Editorial, Opinion

Social work students deserve compensation

Unpaid and underpaid labour is pandemic in university culture; from internships to extracurriculars, students are often encouraged to take on work that pays in ‘experience’ rather than monetary compensation. From Nov. 19 to 23, the Social Work Students’ Association (SWSA) and the Social Work Association of Graduate Students (SWAGS) are on strike to protest their programs’ mandatory unpaid internships. Unpaid internships are an economic barrier that unfairly restrict students from lower-income backgrounds, and students deserve to be compensated for their labour.

Not only are social work students’ mandatory fieldwork hours unpaid, but, students pay to work them: According to SWSA, students have to pay tuition for fieldwork courses as they would for any other course. Students are not even compensated fairly in credits, as they must complete 12 credits of field placement courses to graduate with a BSW. Each course entails 200 hours of practicum work, or 15 hours per week. By definition, three-credit courses should consist of three hours a week of instructional time. The 12 hours of extra work a week that social work students perform without academic credit mean that, over the 800 hours of required for a BSW, social work students are short-changed 624 credits. Furthermore, social work students are expected to commute for up to one hour to their placements if necessary, adding to the unrecognized burden they carry.

The social work students’ strike is part of a broader protest against unpaid internships in Quebec which is organized by the Comités unitaires sur le travail étudiant (CUTE). Working without pay is a common experience for students, be it at community or campus organizations or as part of a degree: Like social work students, undergraduate students in education are required to complete four unpaid fieldwork assignments. These field placements are necessary and mandatory additions to the social work program. Social work requires immersive training, and it is imperative that students’ educations reflect that reality. Experiential learning is a valuable educational method, especially in a field like social work where much of the work is demanding, especially from an emotional perspective.

Even when unpaid labour is not an academic requirement, students’ desires to build work experience or help their fellow students make them vulnerable to exploitation. This is especially true of students’ emotional labour. The Sexual Assault Centre of the McGill Students’ Society (SACOMSS), a Students’ Society of McGill University (SSMU) service that provides support to students who have experienced sexual violence, is staffed exclusively by volunteers; McGill’s Office for Sexual Violence Response, Support and Education (OS-VRSE) also has student volunteers. Walksafe, a SSMU service that accompanies students walking home alone at night, similarly depends on unpaid work. McGill and SSMU must offer financial support to these essential services  in order to ensure that employees’ work is properly compensated.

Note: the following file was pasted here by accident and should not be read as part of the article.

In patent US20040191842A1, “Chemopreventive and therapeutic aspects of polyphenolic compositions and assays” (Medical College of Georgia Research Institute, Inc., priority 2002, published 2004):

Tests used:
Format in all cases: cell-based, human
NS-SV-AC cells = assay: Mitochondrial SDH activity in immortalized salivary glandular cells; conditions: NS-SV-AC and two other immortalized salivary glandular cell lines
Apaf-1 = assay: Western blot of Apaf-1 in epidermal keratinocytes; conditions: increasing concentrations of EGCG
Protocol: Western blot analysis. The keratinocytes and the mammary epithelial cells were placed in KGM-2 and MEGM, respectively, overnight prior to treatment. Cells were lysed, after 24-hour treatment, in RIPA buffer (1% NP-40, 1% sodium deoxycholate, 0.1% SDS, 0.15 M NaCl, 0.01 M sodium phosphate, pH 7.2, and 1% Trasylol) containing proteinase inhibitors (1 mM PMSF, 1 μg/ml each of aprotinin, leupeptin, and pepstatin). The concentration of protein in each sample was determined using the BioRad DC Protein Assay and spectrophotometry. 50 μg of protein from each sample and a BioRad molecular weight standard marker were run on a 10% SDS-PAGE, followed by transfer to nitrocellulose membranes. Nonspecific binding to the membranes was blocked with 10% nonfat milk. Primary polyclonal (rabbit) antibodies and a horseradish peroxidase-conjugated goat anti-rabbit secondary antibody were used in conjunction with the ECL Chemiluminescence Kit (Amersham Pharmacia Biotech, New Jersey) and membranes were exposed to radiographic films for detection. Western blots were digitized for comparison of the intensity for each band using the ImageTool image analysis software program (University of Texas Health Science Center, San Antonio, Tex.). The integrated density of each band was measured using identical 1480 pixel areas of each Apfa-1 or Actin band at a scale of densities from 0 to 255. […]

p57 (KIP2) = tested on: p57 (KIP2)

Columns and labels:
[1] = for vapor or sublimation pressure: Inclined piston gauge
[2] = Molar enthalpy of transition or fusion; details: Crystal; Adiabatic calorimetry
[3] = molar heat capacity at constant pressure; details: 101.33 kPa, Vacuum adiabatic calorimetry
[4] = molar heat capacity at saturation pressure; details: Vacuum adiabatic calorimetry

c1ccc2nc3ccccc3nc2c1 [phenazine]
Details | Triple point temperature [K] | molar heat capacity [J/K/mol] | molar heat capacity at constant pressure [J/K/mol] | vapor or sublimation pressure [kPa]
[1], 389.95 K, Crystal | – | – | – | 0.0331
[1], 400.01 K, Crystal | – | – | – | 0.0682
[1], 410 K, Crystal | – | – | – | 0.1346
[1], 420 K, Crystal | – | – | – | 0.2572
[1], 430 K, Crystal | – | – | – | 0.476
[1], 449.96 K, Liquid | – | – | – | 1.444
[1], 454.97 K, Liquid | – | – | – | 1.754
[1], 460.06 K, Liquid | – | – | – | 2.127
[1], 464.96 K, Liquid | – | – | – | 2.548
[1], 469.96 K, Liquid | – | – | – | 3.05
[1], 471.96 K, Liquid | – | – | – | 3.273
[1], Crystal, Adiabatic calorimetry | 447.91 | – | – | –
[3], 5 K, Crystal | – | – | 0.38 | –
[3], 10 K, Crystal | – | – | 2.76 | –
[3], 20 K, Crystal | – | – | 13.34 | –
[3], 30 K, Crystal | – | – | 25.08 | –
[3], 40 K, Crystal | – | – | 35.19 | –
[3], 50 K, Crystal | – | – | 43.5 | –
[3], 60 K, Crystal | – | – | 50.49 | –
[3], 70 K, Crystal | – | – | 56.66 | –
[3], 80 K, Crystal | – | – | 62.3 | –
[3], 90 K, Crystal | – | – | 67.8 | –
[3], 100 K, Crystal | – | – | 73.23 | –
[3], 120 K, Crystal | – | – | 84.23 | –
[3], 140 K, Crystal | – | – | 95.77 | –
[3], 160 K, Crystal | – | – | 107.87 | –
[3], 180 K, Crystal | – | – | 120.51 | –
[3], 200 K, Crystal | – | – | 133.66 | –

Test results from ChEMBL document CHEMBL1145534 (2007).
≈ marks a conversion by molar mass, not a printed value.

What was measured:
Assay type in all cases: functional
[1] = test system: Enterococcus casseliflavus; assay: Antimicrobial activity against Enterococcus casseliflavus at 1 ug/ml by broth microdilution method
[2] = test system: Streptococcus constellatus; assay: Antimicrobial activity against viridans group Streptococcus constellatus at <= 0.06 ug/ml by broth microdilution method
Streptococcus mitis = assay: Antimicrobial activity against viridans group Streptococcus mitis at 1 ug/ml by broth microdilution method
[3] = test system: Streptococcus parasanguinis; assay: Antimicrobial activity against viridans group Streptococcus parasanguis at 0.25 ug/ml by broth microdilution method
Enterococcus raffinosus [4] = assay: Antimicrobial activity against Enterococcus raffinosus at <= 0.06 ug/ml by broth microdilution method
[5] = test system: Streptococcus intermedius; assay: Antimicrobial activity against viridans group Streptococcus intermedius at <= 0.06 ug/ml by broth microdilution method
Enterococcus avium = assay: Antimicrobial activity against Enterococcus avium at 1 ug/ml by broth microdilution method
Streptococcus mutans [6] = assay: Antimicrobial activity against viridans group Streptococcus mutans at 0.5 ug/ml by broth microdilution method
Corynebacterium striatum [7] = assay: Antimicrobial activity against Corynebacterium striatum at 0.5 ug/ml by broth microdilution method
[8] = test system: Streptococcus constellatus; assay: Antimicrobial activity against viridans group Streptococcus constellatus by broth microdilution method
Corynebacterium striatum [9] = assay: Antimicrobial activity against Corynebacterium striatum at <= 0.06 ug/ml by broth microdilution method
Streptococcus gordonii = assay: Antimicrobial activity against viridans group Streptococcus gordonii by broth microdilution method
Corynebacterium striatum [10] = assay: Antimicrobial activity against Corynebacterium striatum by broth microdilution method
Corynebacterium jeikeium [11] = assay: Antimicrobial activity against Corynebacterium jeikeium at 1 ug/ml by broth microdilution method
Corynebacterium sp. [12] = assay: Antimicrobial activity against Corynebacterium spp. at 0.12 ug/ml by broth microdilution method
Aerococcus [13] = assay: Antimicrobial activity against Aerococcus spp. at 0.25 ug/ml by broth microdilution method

Paying social work students for their fieldwork entails obvious financial complications, as most host organizations are non-profits. However, the School of Social Work (SSW) and its community partners have an ethical obligation to work with social work students’ associations to find a sustainable long-term solution to these issues. That solution should include pay. For example, McGill, unlike most Canadian universities of its size, does not offer a co-op program; adopting a similar model for social work students ought to be considered.

The SSW faculty planned to stand in solidarity with the strikers by cancelling classes this week, but were directed to continue instruction as usual in an email sent by School of Social Work Director Nico Trocmé and Dean of Arts Christopher Manfredi.

“Teaching faculty support the concerns of the students, but we do have a requirement to teach classes, both as part of our legal requirements and with respect to requirement [to provide instruction],” said Trocmé, director of the School of Social Work, said to The McGill Tribune. “Any student who requests class is entitled to have class.”

The SSW faculty efforts to support SWSA strikers were upended by Trocmé and Manfredi’s sudden decision to continue classes. Trocmé and Manfredi’s statement blatantly ignores students’ actual requests: Social work students overwhelmingly voted to strike, and this decision should be respected by the McGill administration.

Unpaid internships are not just detrimental to those undertaking them, and their inaccessibility to those without outside financial support perpetuates broader social and economic inequalities. Social work students provide an essential service to society by helping those who need it most. They deserve compensation and a better deal—from their school and host organizations alike.


SWSA’s protest will be held from 3–6 p.m. from Nov. 21 at Place Émilie-Gamelin.

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